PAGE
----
I’ve been avidly watching Freya's progress around NZ’s South Island, or the “mainland” as the South Islanders like to call it. Keeping up with how her equipment’s coping is always interesting, as with any expedition. One bit of her gear that’s pretty much given up the ghost, and is awaiting replacement, is her skeg. Only a few days into her trip she encountered problems with, what she so colourfully called, “this f*&%^% skeg”.

I’ve often wondered at this archaic European (read: British), and somewhat also American, fixation for a skeg, as someone (Kiwi) once called “a failed rudder”. They often go wrong and the skeg box takes up valuable room in the aft hatch.

As naval architect John Winters notes, “because a rudder can develop greater lift by increasing the angle of attack relative to the flow, it is more effective than a skeg.”

Many of my local paddling pals have skegs, and are always tut-tutting at rudder users, mainly complaining that we have none of the skills necessary to paddle without a rudder. Pshaw! That’s near the same mentality that had the British struggling in their amateur way towards the South Pole, decrying those who did have the correct gear and experience for the job. Many rudder users started off with skegs, and dutifully learned those skills. Now that many of us have upgraded to rudders, we can appreciate the benefits that a rudder can add to the kayaking experience, particularly on an expedition-type trip with rough and windy conditions.

As Paul Caffyn explained, having completed circumnavigations of New Zealand, Australia, Ireland, the UK, Japan and this year part of Greenland, he averaged 31 miles per day in kayaks with no skeg or rudder, 34 miles per day in kayaks with skegs, and 39 miles per day in kayaks with rudders.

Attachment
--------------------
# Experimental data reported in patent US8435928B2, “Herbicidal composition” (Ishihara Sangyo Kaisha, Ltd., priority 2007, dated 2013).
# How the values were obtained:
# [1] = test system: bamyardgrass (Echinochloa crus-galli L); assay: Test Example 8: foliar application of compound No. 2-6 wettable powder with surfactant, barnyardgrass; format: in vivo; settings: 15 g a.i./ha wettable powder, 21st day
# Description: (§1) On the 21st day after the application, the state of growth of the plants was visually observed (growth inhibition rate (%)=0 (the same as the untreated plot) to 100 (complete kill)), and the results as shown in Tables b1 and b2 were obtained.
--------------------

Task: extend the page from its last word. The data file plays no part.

I’m sure that Freya will have noticed around the coast of NZ, that all the Kiwi boats which join her for a few hours have rudders. This isn’t because Kiwi paddlers don’t have skeg-only-related skills, it’s because they know what’s best for the tough conditions the NZ coastline and weather throws at them. Justine and Barry will also find this. Give them their credit, the Ozzies feel just the same – Laurie Ford is a true rudder proponent, refining them now for nigh on 30 years for his local Tassie conditions.

Sunday, December 9, 2007

Just like summer

Amazing day out on the lake today - not a breath of wind, with temperatures at 22C (72F). I mean, this is supposed to be nearing the darkest days of winter, and here we are, bang in the middle of a heat wave. Even more surprisingly, tomorrow's forecast is for 25C (77F), and it's going to be like that for the rest of the week. Not four days ago I was wiping ice rain from my front windscreen.

Didn't even bother dressing for immersion - think I would have passed out.

SandyBottom was also out there, doing a 20-miler to the dam and back, but our paths didn't cross.

I'm starting to feel a bit guilty with my blogger pals waaay up north feeling the real pain of winter.

So to make up for my guilty pleasure, the motor went on the back window of the '92 4-Runner, which means I can't open the back door. At least it happened upon returning to my put-in and not before. I'm trying to figure out whether this is something I can fix myself, having just spent three hours earlier this week replacing a side lamp and front main headlamp - taking the grill right off, which I swear has never been done from when the car was originally built, and unbolting the main lamp took most of the time. But at 171,000 miles, I'll let it run to the ground - it's a great means of transport.

Friday, December 7, 2007

A few favourite quotes

Looking back through some files, I found a few of my old favourite kayaking-related quotes - always good to keep life in some perspective.

“No one paddles to be rescued.”
I think this was Sam Crowley, but he touches on a theme dear to my heart. Kayaking is about self-sufficiency, thus we each have a responsibility for our own personal safety.

And in that vein, no one can beat good ol’ Tassie, Laurie Ford:
“Any misguided fool who goes to sea with the implicit belief that someone will come to their rescue, is a bloody idiot.”